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Musings of a Country Lawyer – both A-musing and B-musing!
I came over the brow of a hill the other morning doing a respectable 20 mph and in the middle of the road were a partridge and a cock pheasant. Probably discussing life and the world – possibly even Brexit since where two or three are gathered together this seems to be the most usual topic these days. Maybe the conversation was on the lines of the Animals of Farthing Wood…”why don’t the animals take over and appoint Mr and Mrs Badger to negotiate with Brussels” and, indeed, why all this fuss about sprouts?
Then the pheasant went left and the partridge went right and I drove through like Moses without any nasty squelching noises or feathers on my bumper.
Much better result than the usual scenario. You are driving along and you see ahead a pheasant emerge from the roadside grasses and solemnly start across the road. At mid-point, it realises that you are coming, turns to face you and immediately loses its cool. It spins round and starts back the way it came. After two paces, it turns again like Whittington and dashes back into your path. At the last minute, it either turns back once more or injects a turn of speed that takes it under your wheels… Meanwhile, you are approaching, white knuckles gripping the steering wheel, ready to swerve right or left or….there is a soggy thump. It is all a matter of choices.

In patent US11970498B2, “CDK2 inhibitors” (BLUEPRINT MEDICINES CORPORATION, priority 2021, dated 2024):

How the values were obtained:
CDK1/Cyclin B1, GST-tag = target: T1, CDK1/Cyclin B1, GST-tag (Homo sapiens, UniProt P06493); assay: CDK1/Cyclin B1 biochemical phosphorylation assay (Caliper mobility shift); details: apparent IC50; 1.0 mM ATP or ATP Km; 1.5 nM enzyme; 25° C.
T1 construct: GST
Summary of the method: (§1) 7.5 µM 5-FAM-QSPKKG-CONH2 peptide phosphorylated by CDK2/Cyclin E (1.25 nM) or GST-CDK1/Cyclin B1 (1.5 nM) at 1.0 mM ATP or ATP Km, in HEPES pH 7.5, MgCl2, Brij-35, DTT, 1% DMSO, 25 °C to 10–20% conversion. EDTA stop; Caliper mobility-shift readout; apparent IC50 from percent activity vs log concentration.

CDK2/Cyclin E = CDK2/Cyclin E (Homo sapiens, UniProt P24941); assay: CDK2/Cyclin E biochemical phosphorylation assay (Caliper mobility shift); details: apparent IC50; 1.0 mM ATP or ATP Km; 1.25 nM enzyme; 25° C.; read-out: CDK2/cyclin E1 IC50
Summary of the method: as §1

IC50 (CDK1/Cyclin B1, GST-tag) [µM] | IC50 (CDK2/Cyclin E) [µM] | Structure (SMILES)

And thinking of choices, last week I took on a case where a lady had appointed her son as her attorney under a Lasting Power of Attorney. Sadly, she now lacks capacity to act for herself due to dementia and so her son is looking after her affairs.
What he did not expect was that he could not act as her attorney to sell her house for her as he co-owned it with her and had a divided share in it as a ‘tenant in common’ owner of 50% of the equity. When tenants in common (as opposed to joint tenants beneficially) sell a property there must be two people to give good receipt for the sale money on completion. What is not acceptable is that one person fills both roles as co-owner and as attorney.
There are ways to get round the issue legally to provide two trustees to sell but you also have to consider that the Office of the Public Guardian who regulates attorneys may, if it comes to their attention, have concerns that there is no conflict of interest between the party who lacks mental capacity and the party who wishes to sell and move on.
So it is down to choices and the Lasting Powers of Attorney allow for more than one person to be nominated as attorney and, if the document says so, they can act separately. Had my lady client appointed her son and her brother in this manner, we could have asked the brother to act for her and we would have had no issues.
So if you are making a Power of Attorney, please take good advice. I recommend you discuss it with your solicitor and remember to give yourself choices in order to avoid a soggy ending.
Why did the pheasant cross the road? To be honest, I don’t know and I don’t think he did either!
Jennie Vaughan-Jackson, Residential Property Lawyer at Porter Dodson Solicitors. To visit Porter Dodson’s web site click here